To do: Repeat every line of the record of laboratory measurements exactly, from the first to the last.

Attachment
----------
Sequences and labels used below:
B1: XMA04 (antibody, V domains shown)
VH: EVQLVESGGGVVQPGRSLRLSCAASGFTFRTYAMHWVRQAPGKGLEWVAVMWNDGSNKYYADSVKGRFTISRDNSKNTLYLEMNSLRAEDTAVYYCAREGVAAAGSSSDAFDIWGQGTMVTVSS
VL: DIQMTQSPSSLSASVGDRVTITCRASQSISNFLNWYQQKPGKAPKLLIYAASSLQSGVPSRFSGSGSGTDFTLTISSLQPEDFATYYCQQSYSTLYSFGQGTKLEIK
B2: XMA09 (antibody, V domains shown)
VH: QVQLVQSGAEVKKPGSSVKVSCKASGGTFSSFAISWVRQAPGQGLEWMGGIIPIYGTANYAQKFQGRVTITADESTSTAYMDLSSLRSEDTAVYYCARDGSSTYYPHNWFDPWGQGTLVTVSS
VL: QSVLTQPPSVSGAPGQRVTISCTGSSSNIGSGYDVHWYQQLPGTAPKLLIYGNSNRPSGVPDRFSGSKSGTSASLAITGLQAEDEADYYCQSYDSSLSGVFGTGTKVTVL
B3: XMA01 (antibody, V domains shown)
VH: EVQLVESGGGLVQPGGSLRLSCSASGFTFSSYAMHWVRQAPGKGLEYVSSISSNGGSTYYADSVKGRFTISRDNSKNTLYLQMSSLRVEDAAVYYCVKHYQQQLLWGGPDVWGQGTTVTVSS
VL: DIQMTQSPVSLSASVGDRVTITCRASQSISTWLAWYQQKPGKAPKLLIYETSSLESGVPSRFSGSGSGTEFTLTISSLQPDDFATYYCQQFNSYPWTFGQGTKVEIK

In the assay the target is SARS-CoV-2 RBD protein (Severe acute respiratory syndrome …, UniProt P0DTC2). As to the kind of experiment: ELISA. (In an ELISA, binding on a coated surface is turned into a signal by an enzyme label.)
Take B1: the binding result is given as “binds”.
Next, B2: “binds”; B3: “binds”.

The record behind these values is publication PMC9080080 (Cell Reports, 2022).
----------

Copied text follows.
Sequences and labels used below:
B1: XMA04 (antibody, V domains shown)
VH: EVQLVESGGGVVQPGRSLRLSCAASGFTFRTYAMHWVRQAPGKGLEWVAVMWNDGSNKYYADSVKGRFTISRDNSKNTLYLEMNSLRAEDTAVYYCAREGVAAAGSSSDAFDIWGQGTMVTVSS
VL: DIQMTQSPSSLSASVGDRVTITCRASQSISNFLNWYQQKPGKAPKLLIYAASSLQSGVPSRFSGSGSGTDFTLTISSLQPEDFATYYCQQSYSTLYSFGQGTKLEIK
B2: XMA09 (antibody, V domains shown)
VH: QVQLVQSGAEVKKPGSSVKVSCKASGGTFSSFAISWVRQAPGQGLEWMGGIIPIYGTANYAQKFQGRVTITADESTSTAYMDLSSLRSEDTAVYYCARDGSSTYYPHNWFDPWGQGTLVTVSS
VL: QSVLTQPPSVSGAPGQRVTISCTGSSSNIGSGYDVHWYQQLPGTAPKLLIYGNSNRPSGVPDRFSGSKSGTSASLAITGLQAEDEADYYCQSYDSSLSGVFGTGTKVTVL
B3: XMA01 (antibody, V domains shown)
VH: EVQLVESGGGLVQPGGSLRLSCSASGFTFSSYAMHWVRQAPGKGLEYVSSISSNGGSTYYADSVKGRFTISRDNSKNTLYLQMSSLRVEDAAVYYCVKHYQQQLLWGGPDVWGQGTTVTVSS
VL: DIQMTQSPVSLSASVGDRVTITCRASQSISTWLAWYQQKPGKAPKLLIYETSSLESGVPSRFSGSGSGTEFTLTISSLQPDDFATYYCQQFNSYPWTFGQGTKVEIK

In the assay the target is SARS-CoV-2 RBD protein (Severe acute respiratory syndrome …, UniProt P0DTC2). As to the kind of experiment: ELISA. (In an ELISA, binding on a coated surface is turned into a signal by an enzyme label.)
Take B1: the binding result is given as “binds”.
Next, B2: “binds”; B3: “binds”.

The record behind these values is publication PMC9080080 (Cell Reports, 2022).